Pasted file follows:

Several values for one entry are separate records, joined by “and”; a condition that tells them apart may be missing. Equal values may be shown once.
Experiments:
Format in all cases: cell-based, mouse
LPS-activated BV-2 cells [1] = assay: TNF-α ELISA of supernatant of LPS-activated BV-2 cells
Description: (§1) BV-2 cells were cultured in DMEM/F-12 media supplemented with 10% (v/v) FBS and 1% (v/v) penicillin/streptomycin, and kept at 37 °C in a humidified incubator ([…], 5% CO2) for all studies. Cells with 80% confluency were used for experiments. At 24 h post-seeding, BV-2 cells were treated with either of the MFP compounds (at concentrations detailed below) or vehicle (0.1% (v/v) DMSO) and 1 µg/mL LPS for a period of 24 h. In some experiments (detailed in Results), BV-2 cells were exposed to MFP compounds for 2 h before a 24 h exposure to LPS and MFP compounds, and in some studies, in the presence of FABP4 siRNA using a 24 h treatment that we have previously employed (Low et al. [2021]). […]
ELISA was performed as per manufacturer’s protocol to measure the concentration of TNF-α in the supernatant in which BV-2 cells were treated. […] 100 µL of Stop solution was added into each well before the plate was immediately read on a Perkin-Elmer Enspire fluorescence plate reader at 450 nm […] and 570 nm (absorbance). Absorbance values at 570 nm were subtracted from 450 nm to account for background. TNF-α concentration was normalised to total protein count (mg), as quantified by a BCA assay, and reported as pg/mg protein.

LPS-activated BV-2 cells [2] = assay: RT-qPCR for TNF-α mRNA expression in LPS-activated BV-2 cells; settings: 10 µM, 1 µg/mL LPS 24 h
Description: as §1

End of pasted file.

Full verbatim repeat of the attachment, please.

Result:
Several values for one entry are separate records, joined by “and”; a condition that tells them apart may be missing. Equal values may be shown once.
Experiments:
Format in all cases: cell-based, mouse
LPS-activated BV-2 cells [1] = assay: TNF-α ELISA of supernatant of LPS-activated BV-2 cells
Description: (§1) BV-2 cells were cultured in DMEM/F-12 media supplemented with 10% (v/v) FBS and 1% (v/v) penicillin/streptomycin, and kept at 37 °C in a humidified incubator ([…], 5% CO2) for all studies. Cells with 80% confluency were used for experiments. At 24 h post-seeding, BV-2 cells were treated with either of the MFP compounds (at concentrations detailed below) or vehicle (0.1% (v/v) DMSO) and 1 µg/mL LPS for a period of 24 h. In some experiments (detailed in Results), BV-2 cells were exposed to MFP compounds for 2 h before a 24 h exposure to LPS and MFP compounds, and in some studies, in the presence of FABP4 siRNA using a 24 h treatment that we have previously employed (Low et al. [2021]). […]
ELISA was performed as per manufacturer’s protocol to measure the concentration of TNF-α in the supernatant in which BV-2 cells were treated. […] 100 µL of Stop solution was added into each well before the plate was immediately read on a Perkin-Elmer Enspire fluorescence plate reader at 450 nm […] and 570 nm (absorbance). Absorbance values at 570 nm were subtracted from 450 nm to account for background. TNF-α concentration was normalised to total protein count (mg), as quantified by a BCA assay, and reported as pg/mg protein.

LPS-activated BV-2 cells [2] = assay: RT-qPCR for TNF-α mRNA expression in LPS-activated BV-2 cells; settings: 10 µM, 1 µg/mL LPS 24 h
Description: as §1